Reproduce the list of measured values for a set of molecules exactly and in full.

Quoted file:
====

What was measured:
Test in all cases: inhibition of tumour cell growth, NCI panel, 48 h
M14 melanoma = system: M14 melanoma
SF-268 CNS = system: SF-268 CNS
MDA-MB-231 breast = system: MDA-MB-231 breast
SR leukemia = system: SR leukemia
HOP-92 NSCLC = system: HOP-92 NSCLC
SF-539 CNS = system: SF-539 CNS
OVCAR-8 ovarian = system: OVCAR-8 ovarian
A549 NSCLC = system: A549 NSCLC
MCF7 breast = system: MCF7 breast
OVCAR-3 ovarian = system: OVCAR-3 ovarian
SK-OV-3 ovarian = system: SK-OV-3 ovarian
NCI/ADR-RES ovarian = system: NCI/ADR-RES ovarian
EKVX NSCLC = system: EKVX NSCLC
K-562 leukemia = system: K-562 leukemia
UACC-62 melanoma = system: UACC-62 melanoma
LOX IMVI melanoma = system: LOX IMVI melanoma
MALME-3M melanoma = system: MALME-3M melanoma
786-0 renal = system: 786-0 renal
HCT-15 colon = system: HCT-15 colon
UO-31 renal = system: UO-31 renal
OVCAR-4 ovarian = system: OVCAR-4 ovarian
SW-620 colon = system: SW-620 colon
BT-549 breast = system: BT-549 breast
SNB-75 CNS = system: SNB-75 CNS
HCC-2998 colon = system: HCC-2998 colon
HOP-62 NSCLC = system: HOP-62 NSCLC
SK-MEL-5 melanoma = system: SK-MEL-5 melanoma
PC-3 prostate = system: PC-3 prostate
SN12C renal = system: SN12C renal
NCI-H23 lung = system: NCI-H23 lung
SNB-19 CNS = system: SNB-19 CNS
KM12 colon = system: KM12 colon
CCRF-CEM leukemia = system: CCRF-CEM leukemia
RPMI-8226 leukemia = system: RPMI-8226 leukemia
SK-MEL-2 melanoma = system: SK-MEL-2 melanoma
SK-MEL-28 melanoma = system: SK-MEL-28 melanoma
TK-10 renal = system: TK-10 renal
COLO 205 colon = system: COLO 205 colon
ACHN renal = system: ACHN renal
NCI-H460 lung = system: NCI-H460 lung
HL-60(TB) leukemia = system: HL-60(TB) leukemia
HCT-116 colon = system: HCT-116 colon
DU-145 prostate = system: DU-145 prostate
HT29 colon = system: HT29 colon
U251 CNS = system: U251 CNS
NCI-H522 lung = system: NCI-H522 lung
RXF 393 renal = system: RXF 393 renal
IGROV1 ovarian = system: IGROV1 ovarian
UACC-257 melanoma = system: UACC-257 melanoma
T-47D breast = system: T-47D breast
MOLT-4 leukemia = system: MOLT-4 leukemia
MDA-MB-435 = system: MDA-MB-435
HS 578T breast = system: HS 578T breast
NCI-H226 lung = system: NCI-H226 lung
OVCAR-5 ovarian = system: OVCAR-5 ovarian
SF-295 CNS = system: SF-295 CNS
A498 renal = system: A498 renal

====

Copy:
What was measured:
Test in all cases: inhibition of tumour cell growth, NCI panel, 48 h
M14 melanoma = system: M14 melanoma
SF-268 CNS = system: SF-268 CNS
MDA-MB-231 breast = system: MDA-MB-231 breast
SR leukemia = system: SR leukemia
HOP-92 NSCLC = system: HOP-92 NSCLC
SF-539 CNS = system: SF-539 CNS
OVCAR-8 ovarian = system: OVCAR-8 ovarian
A549 NSCLC = system: A549 NSCLC
MCF7 breast = system: MCF7 breast
OVCAR-3 ovarian = system: OVCAR-3 ovarian
SK-OV-3 ovarian = system: SK-OV-3 ovarian
NCI/ADR-RES ovarian = system: NCI/ADR-RES ovarian
EKVX NSCLC = system: EKVX NSCLC
K-562 leukemia = system: K-562 leukemia
UACC-62 melanoma = system: UACC-62 melanoma
LOX IMVI melanoma = system: LOX IMVI melanoma
MALME-3M melanoma = system: MALME-3M melanoma
786-0 renal = system: 786-0 renal
HCT-15 colon = system: HCT-15 colon
UO-31 renal = system: UO-31 renal
OVCAR-4 ovarian = system: OVCAR-4 ovarian
SW-620 colon = system: SW-620 colon
BT-549 breast = system: BT-549 breast
SNB-75 CNS = system: SNB-75 CNS
HCC-2998 colon = system: HCC-2998 colon
HOP-62 NSCLC = system: HOP-62 NSCLC
SK-MEL-5 melanoma = system: SK-MEL-5 melanoma
PC-3 prostate = system: PC-3 prostate
SN12C renal = system: SN12C renal
NCI-H23 lung = system: NCI-H23 lung
SNB-19 CNS = system: SNB-19 CNS
KM12 colon = system: KM12 colon
CCRF-CEM leukemia = system: CCRF-CEM leukemia
RPMI-8226 leukemia = system: RPMI-8226 leukemia
SK-MEL-2 melanoma = system: SK-MEL-2 melanoma
SK-MEL-28 melanoma = system: SK-MEL-28 melanoma
TK-10 renal = system: TK-10 renal
COLO 205 colon = system: COLO 205 colon
ACHN renal = system: ACHN renal
NCI-H460 lung = system: NCI-H460 lung
HL-60(TB) leukemia = system: HL-60(TB) leukemia
HCT-116 colon = system: HCT-116 colon
DU-145 prostate = system: DU-145 prostate
HT29 colon = system: HT29 colon
U251 CNS = system: U251 CNS
NCI-H522 lung = system: NCI-H522 lung
RXF 393 renal = system: RXF 393 renal
IGROV1 ovarian = system: IGROV1 ovarian
UACC-257 melanoma = system: UACC-257 melanoma
T-47D breast = system: T-47D breast
MOLT-4 leukemia = system: MOLT-4 leukemia
MDA-MB-435 = system: MDA-MB-435
HS 578T breast = system: HS 578T breast
NCI-H226 lung = system: NCI-H226 lung
OVCAR-5 ovarian = system: OVCAR-5 ovarian
SF-295 CNS = system: SF-295 CNS
A498 renal = system: A498 renal